In a lecture-based class, the instructor will typically prepare lecture slides and a handful of check-in activities with students to ensure that everyone is making sense of the content. After class, students may have practice sets or other homework to complete. Students in larger classes may also have the opportunity to attend office hours with a TA to ask questions and go over challenging material.
How would this class format work online? Consider this possible model as a place to start:
Step 1: Create a module
Create a module to contain all the reading, videos and activities for that class meeting. Make sure to name the module in a way that its contents are easily recognizable to students. Outline clearly for students the specific steps they will need to complete the activities in the class meeting. What will they need to watch? Read? Complete? Submit? Discuss? etc. and if the order of the activities is important, make sure that is clearly articulated.
Step 2: Build your video lectures
Build your video lectures using one of the lecture recording tools available at UM such as Panopto or Voicethread. Add those lectures to your Canvas module. Keep the following tips in mind as you build your video lectures.
- Keep your lecture short (no longer than 10 minutes). It is OK to have multiple videos for one lecture.
- Watch and listen to your first video to make sure that images and audio are clear and easy to see and understand.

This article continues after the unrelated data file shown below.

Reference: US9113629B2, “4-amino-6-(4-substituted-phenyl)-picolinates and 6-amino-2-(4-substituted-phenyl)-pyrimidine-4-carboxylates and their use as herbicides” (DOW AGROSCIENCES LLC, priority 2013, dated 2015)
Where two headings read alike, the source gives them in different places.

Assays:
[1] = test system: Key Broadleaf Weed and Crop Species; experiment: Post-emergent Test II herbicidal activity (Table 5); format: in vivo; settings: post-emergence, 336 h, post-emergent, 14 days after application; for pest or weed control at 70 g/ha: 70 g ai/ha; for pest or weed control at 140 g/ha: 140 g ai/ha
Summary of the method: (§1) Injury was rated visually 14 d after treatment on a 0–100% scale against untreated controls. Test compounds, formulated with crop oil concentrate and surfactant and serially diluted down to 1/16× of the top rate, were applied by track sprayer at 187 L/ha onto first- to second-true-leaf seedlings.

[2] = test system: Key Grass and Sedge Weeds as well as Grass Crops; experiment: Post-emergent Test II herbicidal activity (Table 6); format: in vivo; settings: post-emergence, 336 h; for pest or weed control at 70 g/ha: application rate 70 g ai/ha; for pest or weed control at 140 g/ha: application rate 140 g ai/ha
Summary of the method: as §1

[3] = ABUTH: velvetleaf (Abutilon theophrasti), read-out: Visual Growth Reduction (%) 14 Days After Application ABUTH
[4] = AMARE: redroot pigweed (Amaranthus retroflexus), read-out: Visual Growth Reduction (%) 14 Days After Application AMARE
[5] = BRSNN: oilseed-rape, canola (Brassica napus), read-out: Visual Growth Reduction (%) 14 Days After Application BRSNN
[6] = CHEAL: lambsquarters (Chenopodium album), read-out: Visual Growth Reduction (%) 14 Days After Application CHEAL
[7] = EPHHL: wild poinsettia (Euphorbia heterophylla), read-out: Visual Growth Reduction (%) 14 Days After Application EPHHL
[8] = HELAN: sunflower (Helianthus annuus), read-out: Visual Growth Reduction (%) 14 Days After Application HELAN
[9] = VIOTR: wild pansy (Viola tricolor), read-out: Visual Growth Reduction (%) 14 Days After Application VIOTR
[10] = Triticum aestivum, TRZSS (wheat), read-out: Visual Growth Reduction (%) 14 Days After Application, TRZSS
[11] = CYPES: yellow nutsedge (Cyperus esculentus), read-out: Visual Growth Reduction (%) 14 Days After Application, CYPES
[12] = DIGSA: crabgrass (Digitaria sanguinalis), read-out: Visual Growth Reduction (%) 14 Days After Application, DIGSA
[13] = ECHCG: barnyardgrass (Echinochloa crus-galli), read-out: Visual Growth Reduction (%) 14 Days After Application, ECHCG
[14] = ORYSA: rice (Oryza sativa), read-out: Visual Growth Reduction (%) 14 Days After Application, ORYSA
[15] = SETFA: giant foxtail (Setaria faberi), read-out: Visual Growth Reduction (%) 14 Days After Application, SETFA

- If you are in the recording, find a location that is well-lit. However, you do not want the primary light source to be behind you.
- Use a headset or earbuds, or a stand-alone microphone, to increase sound quality. Although many newer computer systems have adequate microphones built into them, your audio will be even better if you use a headset or microphone.
- Some instructors draft scripts before recording. If you do draft a script, consider posting it to Canvas as supplemental material for students. This also helps with accessibility.
- Generally, students don’t mind if the production values aren’t perfect! If you occasionally say “um” or repeat a word, don’t feel you need to re-record. After all, that happens in traditional face-to-face lectures as well.
Step 3: Create quizzes as comprehension checks
Create quizzes as comprehension checks. If there are typically independent homework assignments after the lecture, giving students a way to check in and make sure that they are progressing on the homework can be useful.
- Create low-stakes comprehension checks in the form of quizzes to ensure that your students are getting what they need from the homework assignment.
- For this type of quiz, err on the side of shorter and lower stakes. This is not a test of student knowledge, just a check-in letting the instructor and student see progress.
Pro tip: let students take the quiz multiple times—this practice encourages them to go back to the reading to learn any material that they didn't understand. Often textbook publishers have these questions ready for you to import into your course as test bank questions. These questions make excellent low-stakes quiz questions.
Step 4: Create a "General Questions" discussion forum
Create a "General Course Questions" discussion board forum to provide a place for you to answer questions once and for students to learn from each other. Encourage students to use the "General Course Questions" discussion board rather than email the instructor.
Step 5: Set up a Zoom room
Set up a Zoom room for office hours, TA sessions or other supplemental instructional sessions to answer students' questions. Alternatively, you can also create a discussion forum called "Frequently Asked Questions" to provide a space for students to learn from each other.